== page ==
In a recent Ethics Advisory Opinion. Opinion # 17-05, the Utah State Bar Ethics Advisory Opinion Committee determined that the apparent structure of Avvo Legal Services is unethical, violating a number of the Bar's rules.While not naming Avvo, or any other service, the opinion cites procedures that Avvo appears to advertise on its website.
In a new case, the Utah Court of Appeals affirmed the termination of an alimony obligation upon retirement. In the original decree, wife agreement to pay alimony to husband under the usual standards for termination. However, the agreement did include language about retirement as a basis for termination.When she retired, wife sought to terminate her alimony obligation. At trial, it was shown that husband's expenses did not exceed his income, so the trial court terminated the alimony obligation. The Utah Court of Appeals affirmed. It must be noted that this case was successful because of the inclusion of the language about retirement as a basis to change alimony.The case is Nicholson v. Nicholson
You have heard the phrase contested divorce. It points out a salient fact: that in dissolving a marriage, you have to split up everything - the money you saved, the home you made together, even the children you brought into the world.
By its nature, divorce is not easy. Even when your ex remains your friend, even when you have gone to great lengths to have the divorce be amicable - there's still that sense that you don't want to be cheated, that you want what you want. It's only natural.
The Utah Court of Appeals issued a decision addressing whether a trial court can establish a proximity requirement for having the parties live within a given distance of each other; the concept of equalization and incomes in determining alimony; and, in the award of partial attorney fees. The Court of Appeals affirmed the proximity requirement (that the parties had to live within 25 miles of each other), and the denial of an award of partial attorney fees.The Court of Appeals remanded on the alimony issue stating that the trial court's explanation of its equalization was inadequate, and that it erred in using wife's gross income while only using husband's net income. It also suggested that the trial court review allocating the tax consequences of the alimony award as a matter of equity.
The Utah Court of Appeals issued a decision concerning this issue and addressed what constitutes a new income stream to justify a substantial change in circumstances to allow for a modification of alimony. The issue surrounded the sale of property which was awarded to the wife. The Court affirmed the trial court's decision that husband failed to show a substantial change in circumstances that was not foreseeable at the time of the original divorce. This is an important case exploring the "foreseeable" aspects intertwined with potential changes in circumstances, having potential dire consequences in hoping to change alimony "down the road".The case is MacDonald v. MacDonald.#alimony #property #divorceproperty #inheritance #separateproperty #jointproperty #wealth #marriage
The Utah Court of Appeals issued a decision discussing the application of Utah's Homestead Exemption in a divorce action dividing property, reaffirming that such does not apply in an action between a husband and wife. The Court of Appeals affirmed the trial court's decision that the husband was not entitle to a homestead exemption on the property in issue, or on the proceeds from its sale. The case is White v. White.#divorce #property #divorceproperty #separateproperty #jointproperty #wealth #marriage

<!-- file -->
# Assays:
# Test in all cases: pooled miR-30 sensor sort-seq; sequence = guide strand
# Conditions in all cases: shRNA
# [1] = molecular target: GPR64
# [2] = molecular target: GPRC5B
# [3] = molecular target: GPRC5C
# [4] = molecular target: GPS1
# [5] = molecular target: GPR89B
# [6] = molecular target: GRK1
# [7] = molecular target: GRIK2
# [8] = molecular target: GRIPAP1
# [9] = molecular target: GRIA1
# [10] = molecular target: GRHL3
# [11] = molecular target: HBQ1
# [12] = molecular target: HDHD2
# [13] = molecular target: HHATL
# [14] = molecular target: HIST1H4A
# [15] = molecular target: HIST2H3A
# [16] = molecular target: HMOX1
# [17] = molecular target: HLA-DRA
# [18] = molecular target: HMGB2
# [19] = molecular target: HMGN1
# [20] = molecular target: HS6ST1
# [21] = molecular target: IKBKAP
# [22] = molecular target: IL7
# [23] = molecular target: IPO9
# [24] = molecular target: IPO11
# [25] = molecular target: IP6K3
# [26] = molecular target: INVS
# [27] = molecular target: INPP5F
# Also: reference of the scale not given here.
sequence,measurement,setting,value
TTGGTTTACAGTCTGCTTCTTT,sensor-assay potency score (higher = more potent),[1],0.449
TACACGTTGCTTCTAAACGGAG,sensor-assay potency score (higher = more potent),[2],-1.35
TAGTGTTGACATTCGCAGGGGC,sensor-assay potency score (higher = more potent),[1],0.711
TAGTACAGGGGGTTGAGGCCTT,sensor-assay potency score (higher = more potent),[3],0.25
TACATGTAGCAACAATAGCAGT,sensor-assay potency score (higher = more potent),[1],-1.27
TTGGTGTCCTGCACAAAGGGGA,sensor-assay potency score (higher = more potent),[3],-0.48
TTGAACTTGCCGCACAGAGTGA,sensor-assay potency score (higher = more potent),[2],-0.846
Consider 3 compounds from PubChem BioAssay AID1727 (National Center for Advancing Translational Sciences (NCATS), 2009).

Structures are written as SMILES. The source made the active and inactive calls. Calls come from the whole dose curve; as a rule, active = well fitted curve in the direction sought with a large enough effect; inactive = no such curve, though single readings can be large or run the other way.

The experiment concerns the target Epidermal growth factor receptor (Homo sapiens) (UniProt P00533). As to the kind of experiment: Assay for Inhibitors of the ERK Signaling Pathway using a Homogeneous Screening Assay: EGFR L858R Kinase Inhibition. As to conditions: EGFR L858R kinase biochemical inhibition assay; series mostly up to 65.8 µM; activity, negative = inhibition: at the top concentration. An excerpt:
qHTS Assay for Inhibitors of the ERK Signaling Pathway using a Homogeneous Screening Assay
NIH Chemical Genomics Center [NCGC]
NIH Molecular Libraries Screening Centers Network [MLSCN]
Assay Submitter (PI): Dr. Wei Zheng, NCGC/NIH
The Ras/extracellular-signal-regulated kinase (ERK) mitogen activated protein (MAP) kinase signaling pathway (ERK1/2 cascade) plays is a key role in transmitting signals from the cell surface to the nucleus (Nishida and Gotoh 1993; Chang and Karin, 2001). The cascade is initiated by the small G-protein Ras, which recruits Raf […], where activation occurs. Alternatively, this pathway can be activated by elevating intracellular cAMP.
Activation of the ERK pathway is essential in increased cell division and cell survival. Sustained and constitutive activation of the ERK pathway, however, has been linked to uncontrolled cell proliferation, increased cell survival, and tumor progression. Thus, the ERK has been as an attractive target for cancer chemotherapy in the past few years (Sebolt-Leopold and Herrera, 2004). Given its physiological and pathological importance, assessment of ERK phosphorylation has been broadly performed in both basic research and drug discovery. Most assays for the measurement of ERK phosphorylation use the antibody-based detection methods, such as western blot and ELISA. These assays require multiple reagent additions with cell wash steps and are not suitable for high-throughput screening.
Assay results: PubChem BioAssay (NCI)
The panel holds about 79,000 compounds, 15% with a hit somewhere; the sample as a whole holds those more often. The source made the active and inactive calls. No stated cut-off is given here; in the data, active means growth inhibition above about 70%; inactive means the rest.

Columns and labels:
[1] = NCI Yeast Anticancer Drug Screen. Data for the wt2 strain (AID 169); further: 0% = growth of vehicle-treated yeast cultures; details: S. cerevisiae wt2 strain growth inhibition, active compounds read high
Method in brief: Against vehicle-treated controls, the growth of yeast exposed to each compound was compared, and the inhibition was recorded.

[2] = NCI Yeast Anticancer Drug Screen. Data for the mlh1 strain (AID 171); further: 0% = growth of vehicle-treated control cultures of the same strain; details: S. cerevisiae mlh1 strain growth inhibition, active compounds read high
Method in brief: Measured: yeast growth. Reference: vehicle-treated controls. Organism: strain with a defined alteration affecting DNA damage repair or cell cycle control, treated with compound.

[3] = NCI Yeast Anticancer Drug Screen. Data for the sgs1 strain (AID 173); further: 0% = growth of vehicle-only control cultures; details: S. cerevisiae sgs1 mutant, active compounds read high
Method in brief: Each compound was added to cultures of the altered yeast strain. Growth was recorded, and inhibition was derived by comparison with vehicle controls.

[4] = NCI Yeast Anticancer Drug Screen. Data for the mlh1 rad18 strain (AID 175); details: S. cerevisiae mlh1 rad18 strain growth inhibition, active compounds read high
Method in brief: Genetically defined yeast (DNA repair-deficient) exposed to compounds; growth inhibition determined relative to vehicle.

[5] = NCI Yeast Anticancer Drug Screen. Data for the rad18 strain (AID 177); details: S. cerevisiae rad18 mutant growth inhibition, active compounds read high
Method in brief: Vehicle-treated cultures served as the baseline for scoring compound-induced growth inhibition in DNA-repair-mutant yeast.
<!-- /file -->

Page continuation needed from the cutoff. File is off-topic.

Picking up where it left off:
The Utah Court of Appeals issued a new decision on this alimony issue. The main issue was that of the pre-divorce standard of living and the concept of equalization of the post-divorce standards of living rather than just going on the recipient's needs. The trial court erred in not establishing the base standard of living, instead going to simply the needs of the parties. The trial court's decision was vacated and the case remanded for the trial court to reassess its alimony award.The case is Rule v. Rule.
The Utah Court of Appeals issued a new decision addressing the requirements that must be demonstrated at trial, and reduced to findings by the court, in order for alimony to be properly awarded. The case is Chesley v. Chesley, and the main problem appeared that insufficient evidence was presented as to the recipient's need in relation to the amount of alimony awarded.#divorce #property #divorceproperty #inheritance #separateproperty #jointproperty #wealth #marriage #alimony #chesley
The Utah Court of Appeals has issued a new decision addressing the requirements for alternative service in a divorce action. The case is Silva v. Silva, and goes into detail as to the requirements the moving party must go through in order to obtain service of process via alternative means. It also discusses Rule 60(b) setting aside a default and the effects of a void judgment on a sheriff's sale. #highconflict #divorce #separateproperty #jointproperty #wealth #silva #default
Nothing in life is secure, especially not your job or financial situation. No matter how many plans you make, and no matter how much money you have in the bank, something could happen to bring a financially difficult circumstance.
When a Salt Lake City parent gets hit with financial challenges, child support payments -- especially if they reflect your previous high earning capacity -- can become a serious burden. Imagine you own a construction company, a sudden dip in construction jobs results in your business going bankrupt and your once-lucrative earnings dry up. Your $2,000-a-month child support bill used to be easy afford, but now you can barely pay your electric bill.